To Sleep, Perchance to Dream
Sleep is important for all of us because it enhances memory and attention. But according to Carl W. Bazil, MD, PhD, "Persons with epilepsy are more at risk for sleep related problems because of additional factors that can worsen cognitive function, including seizures, underlying conditions causing epilepsy, and medication effects." We will feature Dr. Bazil's article, adapted from the forthcoming book Behavioral Aspects of Epilepsy: Principles and Practice, edited by Steven C. Schachter, MD; Gregory Holmes MD, and Dorotheé Kasteleijn-Nolst Trenité, MD, (Demos) in September. However, since summer is often a time when people tend to overexert themselves, we bring you Dr. Bazil's prescription for a good night's sleep, which might be helpful for your patients. | Rita Watson, MPH, Senior Editor
The Importance of Sleep
by Carl W. Bazil, MD, PhD
General bedtime rules:
- Go to sleep at about the same time each night, and awaken at the same time each morning. Wide fluctuations between workdays and days off can further impair your sleep.
- Try not to nap. If you do, restrict this to about an hour per day, and do it relatively early -- before about 4 o’clock in the afternoon.
- If you are not sleepy, either don’t go to bed or arise from bed. Do quiet, relaxing activities until you feel sleepy, then return to bed.
- Avoid doing stimulating, frustrating, or anxiety provoking activities in bed or in the bedroom such as watching television, studying, or balancing the checkbook
Use of caffeinated beverages and medication
- Avoid coffee, tea, cola or other caffeinated beverages after about noon. Also avoid chocolate late in the day.
- If you smoke, avoid this in the hour or two before bedtime.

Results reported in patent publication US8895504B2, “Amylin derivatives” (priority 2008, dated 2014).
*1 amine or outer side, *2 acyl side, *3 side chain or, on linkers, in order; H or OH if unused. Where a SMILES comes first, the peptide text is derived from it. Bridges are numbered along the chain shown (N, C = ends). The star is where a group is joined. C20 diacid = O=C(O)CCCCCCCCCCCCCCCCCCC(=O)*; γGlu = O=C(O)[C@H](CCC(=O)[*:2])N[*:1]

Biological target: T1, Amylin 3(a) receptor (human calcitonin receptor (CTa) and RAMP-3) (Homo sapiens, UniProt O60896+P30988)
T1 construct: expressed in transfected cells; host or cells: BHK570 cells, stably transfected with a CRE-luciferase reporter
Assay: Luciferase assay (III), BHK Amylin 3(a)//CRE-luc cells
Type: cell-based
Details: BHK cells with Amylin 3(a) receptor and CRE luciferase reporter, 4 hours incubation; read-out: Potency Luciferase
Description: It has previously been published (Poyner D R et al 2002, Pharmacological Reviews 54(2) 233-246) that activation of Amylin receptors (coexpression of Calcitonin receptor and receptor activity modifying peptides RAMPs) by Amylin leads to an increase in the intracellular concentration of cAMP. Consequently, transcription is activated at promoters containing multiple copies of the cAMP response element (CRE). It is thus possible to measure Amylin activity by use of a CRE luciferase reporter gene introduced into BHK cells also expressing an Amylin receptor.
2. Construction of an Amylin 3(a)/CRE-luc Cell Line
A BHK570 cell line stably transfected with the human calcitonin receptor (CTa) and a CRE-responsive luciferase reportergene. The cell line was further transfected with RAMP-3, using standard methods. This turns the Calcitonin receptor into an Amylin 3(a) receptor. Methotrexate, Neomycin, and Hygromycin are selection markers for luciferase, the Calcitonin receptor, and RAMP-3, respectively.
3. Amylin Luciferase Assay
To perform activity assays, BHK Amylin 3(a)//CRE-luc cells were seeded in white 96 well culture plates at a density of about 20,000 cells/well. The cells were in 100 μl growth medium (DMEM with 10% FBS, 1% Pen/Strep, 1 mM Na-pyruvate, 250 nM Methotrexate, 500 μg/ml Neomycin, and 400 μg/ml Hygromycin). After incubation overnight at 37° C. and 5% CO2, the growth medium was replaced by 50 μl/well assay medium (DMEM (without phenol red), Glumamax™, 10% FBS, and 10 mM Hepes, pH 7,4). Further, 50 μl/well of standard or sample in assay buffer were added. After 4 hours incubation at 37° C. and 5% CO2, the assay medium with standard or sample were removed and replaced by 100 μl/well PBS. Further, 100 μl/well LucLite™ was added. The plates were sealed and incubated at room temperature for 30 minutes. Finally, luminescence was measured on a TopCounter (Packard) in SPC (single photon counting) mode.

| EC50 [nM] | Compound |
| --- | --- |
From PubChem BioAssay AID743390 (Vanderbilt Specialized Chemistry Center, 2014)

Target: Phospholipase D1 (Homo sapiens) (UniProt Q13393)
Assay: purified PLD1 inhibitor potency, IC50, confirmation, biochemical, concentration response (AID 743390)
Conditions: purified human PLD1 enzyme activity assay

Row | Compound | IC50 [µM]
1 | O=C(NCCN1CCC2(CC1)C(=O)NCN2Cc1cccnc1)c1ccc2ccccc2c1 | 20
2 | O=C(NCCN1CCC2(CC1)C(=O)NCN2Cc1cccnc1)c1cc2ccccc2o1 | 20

- If you drink alcohol (after discussion with your physician), limit this to 1-2 drinks per day and do not drink immediately before bedtime. Although you may find this relaxing, alcohol actually can interfere with sleep later in the night.
- If you take prescription drugs or over-the-counter drugs that can be stimulating, discuss dosing times with your doctor.
- Exercise, particularly aerobic exercise, is good for both sleep and overall health and should be encouraged.
- Avoid stimulating exercise in the evening. If you are exercising, do this at least 5 hours before bedtime.
- Perform relaxing activities in the hour before bedtime.
- Make sure your sleeping environment is as comfortable as possible, paying attention to temperature, noise, and light.
- Do not eat a heavy meal just before bedtime, although a light snack might help induce drowsiness.
- It is sometimes helpful to place paper and pen by the bedside. If you find yourself worrying about completing or remembering a task the next day, write it down and let it go.
During the night
- If you awaken and find you can’t get back to sleep, arise from bed and do quiet, relaxing activities until you are drowsy. Then return to bed.
- Place clocks so that the time is not visible from the bed.
Adapted from a chapter by Carl W. Bazil, MD, PhD, The Neurological Institute, New York in the forthcoming book Behavioral Aspects of Epilepsy: Principles and Practice, edited by Steven C. Schachter, MD; Gregory Holmes MD and Dorotheé Kasteleijn-Nolst Trenité, MD (Demos). Dr. Bazil is a member of the editorial board of epilepsy.com.
Edited by Steven C. Schachter, MD
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